UK Parliament

‘An absolutely red line’ Jacob Rees-Mogg blasts Theresa May over ‘ambiguous’ ECJ position

JACOB Rees-Mogg has expressed concern over Theresa May’s position on the European Court of Justice and the possibility that the UK will be subject to its rulings during the two-year transition period announced by the Prime Minister yesterday.

He said: “It is a question about the Home Office’s competence actually because it has not done very well in dealing with illegal immigrants so far.“And the question for the Home Office is can it be ready in time to do the job properly and I think it ought to be and I think that is a challenge for the Home Secretary.”Mr Rees-Mogg also said he was concerned about Mrs May promising a sizeable divorce fee at this point in the negotiation process.

He said: “The other area I am concerned about is that we should be promising money before we know the other side of the deal.

“They want money. We want trade. And for us to be guaranteeing money, which the speech practically does so early on, concerns me considerably.”Mr Rees-Mogg claimed there would be “considerable dissatisfaction” in the country “if we are not outside the ECJ’s jurisdiction on the date of leaving”.He added: “We have had a huge democratic vote. This needs to be implemented and the Government must ensure that it can do the administrative job of getting us ready to be ready on day one.”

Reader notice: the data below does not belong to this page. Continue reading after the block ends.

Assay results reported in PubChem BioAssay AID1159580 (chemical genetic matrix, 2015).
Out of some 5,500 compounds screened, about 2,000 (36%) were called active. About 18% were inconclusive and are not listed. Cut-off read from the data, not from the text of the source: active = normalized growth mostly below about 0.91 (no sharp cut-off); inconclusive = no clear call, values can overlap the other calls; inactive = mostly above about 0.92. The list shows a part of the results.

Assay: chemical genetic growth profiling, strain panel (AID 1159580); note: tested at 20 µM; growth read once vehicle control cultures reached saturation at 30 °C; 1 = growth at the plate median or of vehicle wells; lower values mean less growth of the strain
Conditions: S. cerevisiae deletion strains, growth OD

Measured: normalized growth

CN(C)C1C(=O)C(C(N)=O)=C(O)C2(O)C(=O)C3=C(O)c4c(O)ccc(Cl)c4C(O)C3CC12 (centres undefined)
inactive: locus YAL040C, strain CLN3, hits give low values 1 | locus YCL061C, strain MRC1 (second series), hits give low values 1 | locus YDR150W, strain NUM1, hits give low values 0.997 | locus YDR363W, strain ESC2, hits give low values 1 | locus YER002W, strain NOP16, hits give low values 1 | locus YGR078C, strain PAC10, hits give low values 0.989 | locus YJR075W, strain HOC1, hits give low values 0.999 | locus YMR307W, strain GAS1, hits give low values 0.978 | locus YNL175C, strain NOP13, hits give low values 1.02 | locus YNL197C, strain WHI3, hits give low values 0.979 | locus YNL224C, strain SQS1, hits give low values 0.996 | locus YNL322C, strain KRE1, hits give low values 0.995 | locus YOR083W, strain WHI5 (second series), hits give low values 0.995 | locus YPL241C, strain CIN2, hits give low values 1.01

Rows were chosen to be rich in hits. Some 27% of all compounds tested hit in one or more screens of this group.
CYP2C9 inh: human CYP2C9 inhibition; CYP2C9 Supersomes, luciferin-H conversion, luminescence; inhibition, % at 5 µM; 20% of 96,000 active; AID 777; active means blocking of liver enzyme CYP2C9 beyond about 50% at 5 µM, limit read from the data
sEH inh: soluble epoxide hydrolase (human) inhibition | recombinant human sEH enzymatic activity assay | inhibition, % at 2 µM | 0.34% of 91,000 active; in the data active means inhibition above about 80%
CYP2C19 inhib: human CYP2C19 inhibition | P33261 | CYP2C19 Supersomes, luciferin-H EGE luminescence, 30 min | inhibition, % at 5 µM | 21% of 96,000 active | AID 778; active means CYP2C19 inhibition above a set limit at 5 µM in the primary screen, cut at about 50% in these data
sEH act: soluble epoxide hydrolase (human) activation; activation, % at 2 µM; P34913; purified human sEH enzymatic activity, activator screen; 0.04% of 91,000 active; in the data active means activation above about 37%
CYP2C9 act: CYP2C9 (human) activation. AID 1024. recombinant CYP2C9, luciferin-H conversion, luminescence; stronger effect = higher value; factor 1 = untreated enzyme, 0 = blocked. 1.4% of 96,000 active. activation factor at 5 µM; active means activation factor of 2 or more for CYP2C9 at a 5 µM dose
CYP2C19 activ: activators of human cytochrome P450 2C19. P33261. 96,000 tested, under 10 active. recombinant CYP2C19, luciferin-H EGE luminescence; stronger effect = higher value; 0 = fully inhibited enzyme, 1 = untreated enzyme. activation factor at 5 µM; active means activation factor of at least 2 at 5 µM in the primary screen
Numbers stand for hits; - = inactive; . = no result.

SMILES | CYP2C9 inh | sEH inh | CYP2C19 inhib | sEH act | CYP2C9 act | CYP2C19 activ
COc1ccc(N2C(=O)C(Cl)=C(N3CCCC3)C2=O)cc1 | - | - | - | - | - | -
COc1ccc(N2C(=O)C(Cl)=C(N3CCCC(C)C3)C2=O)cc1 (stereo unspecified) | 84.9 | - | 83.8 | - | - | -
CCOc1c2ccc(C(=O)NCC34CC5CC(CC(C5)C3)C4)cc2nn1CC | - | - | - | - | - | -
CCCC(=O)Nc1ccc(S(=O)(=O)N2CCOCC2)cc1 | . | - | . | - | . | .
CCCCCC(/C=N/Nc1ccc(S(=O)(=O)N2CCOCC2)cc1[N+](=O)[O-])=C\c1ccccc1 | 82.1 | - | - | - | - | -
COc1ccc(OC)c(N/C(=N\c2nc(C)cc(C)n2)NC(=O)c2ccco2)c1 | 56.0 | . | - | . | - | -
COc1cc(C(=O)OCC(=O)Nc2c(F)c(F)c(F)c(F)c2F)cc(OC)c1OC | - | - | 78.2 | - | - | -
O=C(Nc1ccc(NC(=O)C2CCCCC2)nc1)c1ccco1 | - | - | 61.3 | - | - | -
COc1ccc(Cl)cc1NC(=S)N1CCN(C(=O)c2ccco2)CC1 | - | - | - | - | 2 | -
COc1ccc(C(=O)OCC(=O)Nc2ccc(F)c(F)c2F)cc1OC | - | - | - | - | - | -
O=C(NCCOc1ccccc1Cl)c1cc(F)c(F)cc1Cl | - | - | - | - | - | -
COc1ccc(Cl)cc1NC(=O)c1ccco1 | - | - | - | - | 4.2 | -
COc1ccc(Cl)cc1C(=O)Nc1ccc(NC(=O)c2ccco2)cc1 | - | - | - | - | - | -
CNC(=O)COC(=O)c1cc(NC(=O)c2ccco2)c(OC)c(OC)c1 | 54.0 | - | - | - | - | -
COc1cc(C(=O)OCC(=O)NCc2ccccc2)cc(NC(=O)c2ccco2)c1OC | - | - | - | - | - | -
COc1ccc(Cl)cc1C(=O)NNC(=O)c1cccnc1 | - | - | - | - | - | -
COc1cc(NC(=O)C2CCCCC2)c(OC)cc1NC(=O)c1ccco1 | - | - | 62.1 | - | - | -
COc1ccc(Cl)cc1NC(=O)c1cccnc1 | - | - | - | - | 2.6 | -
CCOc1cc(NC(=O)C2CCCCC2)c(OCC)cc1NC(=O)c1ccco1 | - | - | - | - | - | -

Theresa MayGETTY

Theresa May yesterday made a key speech in Florence

During her speech, whilst Mrs May offered concessions in some areas she was steadfast in others, insisting that Britain will leave the single market and customs union in March 2019.The speech had been widely billed as a make-or-break attempt to unpick the deadlocked Brexit talks.Earlier this week, Jacob Rees–Mogg defended Boris Johnson’s vision for Brexit and claimed the NHS will have extra money after Britain leaves the EU, as long as “we do not agree to some unnecessary divorce bill”.

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3 Comments on "‘An absolutely red line’ Jacob Rees-Mogg blasts Theresa May over ‘ambiguous’ ECJ position"

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Jane Davies

There will be civil unrest if the 17 million who voted out feel the politicians are not doing the job they are being paid to do. Why are there politicians who want to stay in allowed anywhere near these negotiations? May must go and a new team of leavers headed up by JRM must take over or we will all be shafted. Now is the time to say enough is enough, get the job done.


Whole heartedly agree with you Pader. May will resist his involvement though. Personally think it is time for her to go, She obviously can’t do the job, so she should move over and let someone who can do the job get on with it and do a damn sight better job of it than she ever has.

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